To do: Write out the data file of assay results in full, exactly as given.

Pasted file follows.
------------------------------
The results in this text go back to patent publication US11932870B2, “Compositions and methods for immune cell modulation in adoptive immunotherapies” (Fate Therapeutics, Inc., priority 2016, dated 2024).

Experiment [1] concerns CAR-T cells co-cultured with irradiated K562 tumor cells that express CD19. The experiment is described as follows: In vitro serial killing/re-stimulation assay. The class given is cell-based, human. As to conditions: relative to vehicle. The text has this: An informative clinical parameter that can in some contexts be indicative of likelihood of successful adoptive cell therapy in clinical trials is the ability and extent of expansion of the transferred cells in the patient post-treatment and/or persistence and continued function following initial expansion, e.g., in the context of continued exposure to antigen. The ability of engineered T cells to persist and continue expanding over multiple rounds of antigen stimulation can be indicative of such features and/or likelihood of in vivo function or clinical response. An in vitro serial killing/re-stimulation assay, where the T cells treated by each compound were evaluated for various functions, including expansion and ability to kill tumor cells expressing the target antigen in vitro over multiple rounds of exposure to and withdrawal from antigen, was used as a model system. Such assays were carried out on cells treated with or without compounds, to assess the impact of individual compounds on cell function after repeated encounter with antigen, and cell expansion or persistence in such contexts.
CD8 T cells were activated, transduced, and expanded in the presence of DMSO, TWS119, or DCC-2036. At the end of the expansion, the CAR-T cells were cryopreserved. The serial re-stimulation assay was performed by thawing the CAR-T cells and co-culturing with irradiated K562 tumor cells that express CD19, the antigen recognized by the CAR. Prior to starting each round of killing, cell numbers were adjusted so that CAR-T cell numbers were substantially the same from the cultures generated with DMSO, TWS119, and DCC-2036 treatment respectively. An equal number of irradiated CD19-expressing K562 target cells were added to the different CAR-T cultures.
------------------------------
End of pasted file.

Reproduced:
The results in this text go back to patent publication US11932870B2, “Compositions and methods for immune cell modulation in adoptive immunotherapies” (Fate Therapeutics, Inc., priority 2016, dated 2024).

Experiment [1] concerns CAR-T cells co-cultured with irradiated K562 tumor cells that express CD19. The experiment is described as follows: In vitro serial killing/re-stimulation assay. The class given is cell-based, human. As to conditions: relative to vehicle. The text has this: An informative clinical parameter that can in some contexts be indicative of likelihood of successful adoptive cell therapy in clinical trials is the ability and extent of expansion of the transferred cells in the patient post-treatment and/or persistence and continued function following initial expansion, e.g., in the context of continued exposure to antigen. The ability of engineered T cells to persist and continue expanding over multiple rounds of antigen stimulation can be indicative of such features and/or likelihood of in vivo function or clinical response. An in vitro serial killing/re-stimulation assay, where the T cells treated by each compound were evaluated for various functions, including expansion and ability to kill tumor cells expressing the target antigen in vitro over multiple rounds of exposure to and withdrawal from antigen, was used as a model system. Such assays were carried out on cells treated with or without compounds, to assess the impact of individual compounds on cell function after repeated encounter with antigen, and cell expansion or persistence in such contexts.
CD8 T cells were activated, transduced, and expanded in the presence of DMSO, TWS119, or DCC-2036. At the end of the expansion, the CAR-T cells were cryopreserved. The serial re-stimulation assay was performed by thawing the CAR-T cells and co-culturing with irradiated K562 tumor cells that express CD19, the antigen recognized by the CAR. Prior to starting each round of killing, cell numbers were adjusted so that CAR-T cell numbers were substantially the same from the cultures generated with DMSO, TWS119, and DCC-2036 treatment respectively. An equal number of irradiated CD19-expressing K562 target cells were added to the different CAR-T cultures.